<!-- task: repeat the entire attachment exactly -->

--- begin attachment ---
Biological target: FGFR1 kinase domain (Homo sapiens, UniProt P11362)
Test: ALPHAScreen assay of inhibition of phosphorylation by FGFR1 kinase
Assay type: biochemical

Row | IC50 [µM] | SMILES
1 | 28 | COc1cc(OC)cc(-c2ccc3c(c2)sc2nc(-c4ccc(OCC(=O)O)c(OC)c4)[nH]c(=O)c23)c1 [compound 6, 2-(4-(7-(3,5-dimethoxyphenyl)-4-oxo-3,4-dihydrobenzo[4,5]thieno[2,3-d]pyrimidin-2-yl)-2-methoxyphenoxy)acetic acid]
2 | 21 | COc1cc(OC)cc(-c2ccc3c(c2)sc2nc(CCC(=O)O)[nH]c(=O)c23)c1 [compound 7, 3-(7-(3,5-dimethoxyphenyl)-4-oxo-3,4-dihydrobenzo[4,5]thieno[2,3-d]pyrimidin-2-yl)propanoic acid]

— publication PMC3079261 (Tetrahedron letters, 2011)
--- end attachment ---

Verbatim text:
Biological target: FGFR1 kinase domain (Homo sapiens, UniProt P11362)
Test: ALPHAScreen assay of inhibition of phosphorylation by FGFR1 kinase
Assay type: biochemical

Row | IC50 [µM] | SMILES
1 | 28 | COc1cc(OC)cc(-c2ccc3c(c2)sc2nc(-c4ccc(OCC(=O)O)c(OC)c4)[nH]c(=O)c23)c1 [compound 6, 2-(4-(7-(3,5-dimethoxyphenyl)-4-oxo-3,4-dihydrobenzo[4,5]thieno[2,3-d]pyrimidin-2-yl)-2-methoxyphenoxy)acetic acid]
2 | 21 | COc1cc(OC)cc(-c2ccc3c(c2)sc2nc(CCC(=O)O)[nH]c(=O)c23)c1 [compound 7, 3-(7-(3,5-dimethoxyphenyl)-4-oxo-3,4-dihydrobenzo[4,5]thieno[2,3-d]pyrimidin-2-yl)propanoic acid]

— publication PMC3079261 (Tetrahedron letters, 2011)